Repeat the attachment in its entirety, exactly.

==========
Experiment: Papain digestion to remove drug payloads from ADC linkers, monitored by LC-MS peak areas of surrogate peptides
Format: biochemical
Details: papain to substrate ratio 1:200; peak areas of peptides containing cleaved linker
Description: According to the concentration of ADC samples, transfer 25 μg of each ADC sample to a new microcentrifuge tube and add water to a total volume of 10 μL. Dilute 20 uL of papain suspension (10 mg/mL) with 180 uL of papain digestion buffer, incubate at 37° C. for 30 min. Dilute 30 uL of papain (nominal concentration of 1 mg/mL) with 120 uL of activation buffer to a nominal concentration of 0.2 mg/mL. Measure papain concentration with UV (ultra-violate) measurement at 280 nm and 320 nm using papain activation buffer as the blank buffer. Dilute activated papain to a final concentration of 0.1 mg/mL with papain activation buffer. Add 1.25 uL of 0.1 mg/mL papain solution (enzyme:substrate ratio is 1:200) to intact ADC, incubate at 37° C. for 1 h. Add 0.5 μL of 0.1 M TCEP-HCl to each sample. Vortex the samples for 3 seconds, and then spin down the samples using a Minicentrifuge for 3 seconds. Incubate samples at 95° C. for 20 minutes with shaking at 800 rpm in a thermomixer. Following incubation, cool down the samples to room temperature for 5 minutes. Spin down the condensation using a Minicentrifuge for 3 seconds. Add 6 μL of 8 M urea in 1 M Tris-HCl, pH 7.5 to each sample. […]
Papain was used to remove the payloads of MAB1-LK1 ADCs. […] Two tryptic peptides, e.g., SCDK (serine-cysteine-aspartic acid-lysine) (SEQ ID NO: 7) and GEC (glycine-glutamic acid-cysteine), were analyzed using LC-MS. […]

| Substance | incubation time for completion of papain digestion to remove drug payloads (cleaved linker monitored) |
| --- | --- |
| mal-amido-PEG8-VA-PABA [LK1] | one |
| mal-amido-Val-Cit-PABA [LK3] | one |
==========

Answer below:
Experiment: Papain digestion to remove drug payloads from ADC linkers, monitored by LC-MS peak areas of surrogate peptides
Format: biochemical
Details: papain to substrate ratio 1:200; peak areas of peptides containing cleaved linker
Description: According to the concentration of ADC samples, transfer 25 μg of each ADC sample to a new microcentrifuge tube and add water to a total volume of 10 μL. Dilute 20 uL of papain suspension (10 mg/mL) with 180 uL of papain digestion buffer, incubate at 37° C. for 30 min. Dilute 30 uL of papain (nominal concentration of 1 mg/mL) with 120 uL of activation buffer to a nominal concentration of 0.2 mg/mL. Measure papain concentration with UV (ultra-violate) measurement at 280 nm and 320 nm using papain activation buffer as the blank buffer. Dilute activated papain to a final concentration of 0.1 mg/mL with papain activation buffer. Add 1.25 uL of 0.1 mg/mL papain solution (enzyme:substrate ratio is 1:200) to intact ADC, incubate at 37° C. for 1 h. Add 0.5 μL of 0.1 M TCEP-HCl to each sample. Vortex the samples for 3 seconds, and then spin down the samples using a Minicentrifuge for 3 seconds. Incubate samples at 95° C. for 20 minutes with shaking at 800 rpm in a thermomixer. Following incubation, cool down the samples to room temperature for 5 minutes. Spin down the condensation using a Minicentrifuge for 3 seconds. Add 6 μL of 8 M urea in 1 M Tris-HCl, pH 7.5 to each sample. […]
Papain was used to remove the payloads of MAB1-LK1 ADCs. […] Two tryptic peptides, e.g., SCDK (serine-cysteine-aspartic acid-lysine) (SEQ ID NO: 7) and GEC (glycine-glutamic acid-cysteine), were analyzed using LC-MS. […]

| Substance | incubation time for completion of papain digestion to remove drug payloads (cleaved linker monitored) |
| --- | --- |
| mal-amido-PEG8-VA-PABA [LK1] | one |
| mal-amido-Val-Cit-PABA [LK3] | one |